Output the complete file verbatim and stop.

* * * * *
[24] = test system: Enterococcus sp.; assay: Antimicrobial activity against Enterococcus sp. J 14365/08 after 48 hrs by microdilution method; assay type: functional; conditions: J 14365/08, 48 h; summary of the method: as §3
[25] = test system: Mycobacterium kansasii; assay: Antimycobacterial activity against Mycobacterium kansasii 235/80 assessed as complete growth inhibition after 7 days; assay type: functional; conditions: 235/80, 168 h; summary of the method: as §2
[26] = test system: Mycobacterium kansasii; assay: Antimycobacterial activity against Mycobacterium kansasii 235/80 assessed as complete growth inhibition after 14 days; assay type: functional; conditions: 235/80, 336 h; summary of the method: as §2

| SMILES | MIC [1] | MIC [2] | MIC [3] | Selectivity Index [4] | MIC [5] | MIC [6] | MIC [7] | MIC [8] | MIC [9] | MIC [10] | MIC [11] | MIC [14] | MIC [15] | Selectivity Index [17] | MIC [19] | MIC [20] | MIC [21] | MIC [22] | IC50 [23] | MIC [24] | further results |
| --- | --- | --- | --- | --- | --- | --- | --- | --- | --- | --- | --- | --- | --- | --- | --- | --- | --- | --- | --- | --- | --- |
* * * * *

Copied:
[24] = test system: Enterococcus sp.; assay: Antimicrobial activity against Enterococcus sp. J 14365/08 after 48 hrs by microdilution method; assay type: functional; conditions: J 14365/08, 48 h; summary of the method: as §3
[25] = test system: Mycobacterium kansasii; assay: Antimycobacterial activity against Mycobacterium kansasii 235/80 assessed as complete growth inhibition after 7 days; assay type: functional; conditions: 235/80, 168 h; summary of the method: as §2
[26] = test system: Mycobacterium kansasii; assay: Antimycobacterial activity against Mycobacterium kansasii 235/80 assessed as complete growth inhibition after 14 days; assay type: functional; conditions: 235/80, 336 h; summary of the method: as §2

| SMILES | MIC [1] | MIC [2] | MIC [3] | Selectivity Index [4] | MIC [5] | MIC [6] | MIC [7] | MIC [8] | MIC [9] | MIC [10] | MIC [11] | MIC [14] | MIC [15] | Selectivity Index [17] | MIC [19] | MIC [20] | MIC [21] | MIC [22] | IC50 [23] | MIC [24] | further results |
| --- | --- | --- | --- | --- | --- | --- | --- | --- | --- | --- | --- | --- | --- | --- | --- | --- | --- | --- | --- | --- | --- |